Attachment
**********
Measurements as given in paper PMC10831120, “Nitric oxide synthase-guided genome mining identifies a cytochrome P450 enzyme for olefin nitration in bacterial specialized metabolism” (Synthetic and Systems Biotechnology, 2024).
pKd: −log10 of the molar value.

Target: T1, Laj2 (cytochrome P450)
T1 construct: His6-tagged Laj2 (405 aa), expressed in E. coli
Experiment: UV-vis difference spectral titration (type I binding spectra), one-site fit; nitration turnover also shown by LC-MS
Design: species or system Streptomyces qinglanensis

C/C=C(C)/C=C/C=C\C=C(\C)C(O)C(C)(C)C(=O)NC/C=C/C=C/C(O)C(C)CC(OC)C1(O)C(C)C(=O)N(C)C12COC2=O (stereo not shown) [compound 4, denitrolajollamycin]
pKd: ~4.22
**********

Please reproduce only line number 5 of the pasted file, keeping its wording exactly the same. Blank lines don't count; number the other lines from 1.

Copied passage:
Experiment: UV-vis difference spectral titration (type I binding spectra), one-site fit; nitration turnover also shown by LC-MS